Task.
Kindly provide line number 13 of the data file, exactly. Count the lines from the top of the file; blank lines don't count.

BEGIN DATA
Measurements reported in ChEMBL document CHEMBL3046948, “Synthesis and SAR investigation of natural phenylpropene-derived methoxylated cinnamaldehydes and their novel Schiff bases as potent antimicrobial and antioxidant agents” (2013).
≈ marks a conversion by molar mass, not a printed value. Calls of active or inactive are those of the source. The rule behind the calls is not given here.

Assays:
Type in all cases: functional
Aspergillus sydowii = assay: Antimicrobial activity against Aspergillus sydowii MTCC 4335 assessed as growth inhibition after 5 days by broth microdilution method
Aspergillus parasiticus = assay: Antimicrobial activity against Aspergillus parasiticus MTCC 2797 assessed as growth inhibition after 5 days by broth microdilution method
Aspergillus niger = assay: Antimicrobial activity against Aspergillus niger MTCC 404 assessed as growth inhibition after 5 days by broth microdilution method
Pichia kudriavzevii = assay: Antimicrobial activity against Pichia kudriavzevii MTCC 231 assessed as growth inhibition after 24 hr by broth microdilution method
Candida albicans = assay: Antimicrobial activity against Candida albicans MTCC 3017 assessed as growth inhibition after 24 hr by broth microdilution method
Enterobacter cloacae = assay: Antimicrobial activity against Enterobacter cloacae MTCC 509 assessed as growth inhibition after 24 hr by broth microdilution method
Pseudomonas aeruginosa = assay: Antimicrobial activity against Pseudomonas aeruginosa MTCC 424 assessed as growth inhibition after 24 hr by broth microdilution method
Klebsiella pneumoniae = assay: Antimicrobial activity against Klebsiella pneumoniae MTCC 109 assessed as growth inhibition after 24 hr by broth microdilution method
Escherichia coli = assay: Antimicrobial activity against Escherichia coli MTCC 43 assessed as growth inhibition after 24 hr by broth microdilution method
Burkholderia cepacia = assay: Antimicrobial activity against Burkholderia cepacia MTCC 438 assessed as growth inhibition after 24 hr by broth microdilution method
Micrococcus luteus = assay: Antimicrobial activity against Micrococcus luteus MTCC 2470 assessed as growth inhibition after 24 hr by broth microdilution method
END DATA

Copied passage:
Escherichia coli = assay: Antimicrobial activity against Escherichia coli MTCC 43 assessed as growth inhibition after 24 hr by broth microdilution method